Journalism

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Category archives for Journalism

The Stupor Bowl

Deservedly or not, jocks have a reputation for being less cerebral than beaker jockeys and bookworms. But when it comes to American football, brain damage can be all in a day’s work. On The Pump Handle, Liz Borkowski highlights a recent article by Ben McGrath in the New Yorker, addressing “the effects of repeated brain…

A Booster Shot of Science

Vaccines have guarded health and life for centuries, relegating once devastating diseases to near total obscurity. But many people now take vaccines for granted, and some blame vaccines for autism and other disorders. On Respectful Insolence, Orac reports the downfall of 1998 research which first tied MMR vaccines to the occurrence of autism in children.…

Getting it All Wrong

Even with the best intentions, it’s possible to get things wrong. And with lesser intentions, being wrong becomes easy. First, James Hrynyshyn on The Island of Doubt reports that the IPCC will retract its 2007 prediction that global warming could melt the Himalayan glaciers by 2035. Although the IPCC promises “the best peer-reviewed science available,”…

ScienceOnline 2010

ScienceOnline 2010 is underway, and for those not lucky enough to be in attendance, there are other ways to participate. On The ScienceOnline 2010 Blog, Coturnix tells us how to keep up with the latest discussion via social networking outlets, and on Discovering Biology In a Digital World, Sandra Porter offers an even more radical…

On Wednesday, an article by Amanda Carpenter in the Washington Times riled ScienceBlogger Jessica Palmer and others for its sensational claims and misrepresentation of facts. The article accuses presidential science advisor John Holdren of advocating extreme population control methods like mass sterilization and forced abortions, policies which Holdren discussed in a 1977 ecoscience textbook of…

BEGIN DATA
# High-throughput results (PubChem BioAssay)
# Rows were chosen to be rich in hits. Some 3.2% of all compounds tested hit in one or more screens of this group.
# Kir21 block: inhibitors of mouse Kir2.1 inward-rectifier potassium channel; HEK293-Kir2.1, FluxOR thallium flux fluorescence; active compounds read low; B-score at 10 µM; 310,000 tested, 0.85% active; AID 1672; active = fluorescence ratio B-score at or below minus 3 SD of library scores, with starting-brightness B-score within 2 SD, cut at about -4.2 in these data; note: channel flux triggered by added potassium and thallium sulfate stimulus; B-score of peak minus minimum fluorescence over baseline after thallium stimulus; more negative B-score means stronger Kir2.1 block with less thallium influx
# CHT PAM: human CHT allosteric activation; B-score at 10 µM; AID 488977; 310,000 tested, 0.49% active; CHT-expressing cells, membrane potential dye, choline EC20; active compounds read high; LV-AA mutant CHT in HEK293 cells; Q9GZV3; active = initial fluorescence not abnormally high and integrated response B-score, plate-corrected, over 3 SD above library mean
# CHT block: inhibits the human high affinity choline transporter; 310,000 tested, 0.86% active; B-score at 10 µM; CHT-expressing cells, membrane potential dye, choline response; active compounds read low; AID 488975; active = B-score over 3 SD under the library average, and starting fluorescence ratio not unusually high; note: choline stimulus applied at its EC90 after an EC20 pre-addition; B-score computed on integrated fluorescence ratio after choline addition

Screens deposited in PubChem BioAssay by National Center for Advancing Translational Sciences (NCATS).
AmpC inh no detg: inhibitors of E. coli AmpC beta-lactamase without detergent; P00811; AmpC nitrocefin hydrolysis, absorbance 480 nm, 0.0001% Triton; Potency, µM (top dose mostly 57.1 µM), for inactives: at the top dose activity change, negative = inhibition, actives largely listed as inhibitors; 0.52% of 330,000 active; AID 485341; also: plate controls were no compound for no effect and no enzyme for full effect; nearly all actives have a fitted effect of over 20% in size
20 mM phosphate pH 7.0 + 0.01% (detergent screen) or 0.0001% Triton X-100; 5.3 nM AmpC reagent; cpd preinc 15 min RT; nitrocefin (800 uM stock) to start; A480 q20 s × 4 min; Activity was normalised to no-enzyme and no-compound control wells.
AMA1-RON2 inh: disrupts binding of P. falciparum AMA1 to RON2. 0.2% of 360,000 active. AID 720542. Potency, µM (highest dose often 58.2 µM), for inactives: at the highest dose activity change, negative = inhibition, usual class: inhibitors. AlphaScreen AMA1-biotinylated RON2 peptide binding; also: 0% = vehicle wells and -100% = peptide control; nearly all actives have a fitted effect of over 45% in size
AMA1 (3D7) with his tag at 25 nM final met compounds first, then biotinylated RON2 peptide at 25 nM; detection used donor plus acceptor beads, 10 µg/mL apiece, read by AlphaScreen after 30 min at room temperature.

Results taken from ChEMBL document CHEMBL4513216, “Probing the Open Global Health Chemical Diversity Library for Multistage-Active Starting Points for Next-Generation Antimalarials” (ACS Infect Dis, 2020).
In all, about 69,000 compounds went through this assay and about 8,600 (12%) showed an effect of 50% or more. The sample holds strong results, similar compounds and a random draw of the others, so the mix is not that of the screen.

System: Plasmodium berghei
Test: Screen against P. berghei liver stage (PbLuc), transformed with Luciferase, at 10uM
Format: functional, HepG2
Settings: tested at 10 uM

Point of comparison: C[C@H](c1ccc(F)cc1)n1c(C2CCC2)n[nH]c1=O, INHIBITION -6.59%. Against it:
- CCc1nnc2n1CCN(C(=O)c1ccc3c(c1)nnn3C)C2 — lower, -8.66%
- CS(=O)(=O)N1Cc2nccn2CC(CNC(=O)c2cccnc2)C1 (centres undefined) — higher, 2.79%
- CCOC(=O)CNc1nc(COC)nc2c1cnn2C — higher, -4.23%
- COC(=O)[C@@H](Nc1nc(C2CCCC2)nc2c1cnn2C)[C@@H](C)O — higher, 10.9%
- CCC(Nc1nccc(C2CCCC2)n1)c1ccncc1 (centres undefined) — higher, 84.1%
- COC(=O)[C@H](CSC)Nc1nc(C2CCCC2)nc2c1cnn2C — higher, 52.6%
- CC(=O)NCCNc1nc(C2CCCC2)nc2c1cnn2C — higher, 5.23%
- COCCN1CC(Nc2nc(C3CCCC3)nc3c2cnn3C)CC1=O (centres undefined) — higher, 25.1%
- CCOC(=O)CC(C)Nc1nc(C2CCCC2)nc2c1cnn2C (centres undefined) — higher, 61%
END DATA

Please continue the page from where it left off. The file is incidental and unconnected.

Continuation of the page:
In Chris Mooney and Sheril Kirshenbaum’s newly released book, Unscientific America: How Scientific Illiteracy Threatens our Future, they roundly condemn ScienceBlogger PZ Myers and other “New Atheists” for their uncompromising stance against religion. When PZ, in return, posted a scathing review of the book on Pharyngula—calling it a “hypocritical and ignorant paean to mealy-mouthedness” and…

Earlier this year, 23 international experts in science, media, and policy gathered at a science communication workshop in Washington, D.C. to present a number of guidelines for more effective science communication in the face of changing public perceptions. An article describing the eight steps they outlined appeared last week in the June issue of Nature…

With news headlines prompting readers to question if Twitter causes a decay in one’s moral fabric, ScienceBloggers are attempting to set the record straight. As Jessica Palmer from Bioephemera explains, the mainstream media got wind of a press release from the University of Southern California, the author of which jumped to conclusions based on hypothetical…

While the rumor that Google is in “late stage negotiations” to acquire Twitter, the social networking website based on text message-style entries of 140 characters, hasn’t been confirmed, the feasibility of such a notion says volumes about Twitter’s massive rise in popularity over the past years. Now the third-largest social networking website (behind facebook and…

With print publications in crisis, the issue of how scientific information will be disseminated in the future has become a recurrent topic of discussion here on ScienceBlogs and all over the web. Recently, Ed Brayton of Dispatches from the Culture Wars criticized National Geographic and the “sorry state of popular science writing” because of an…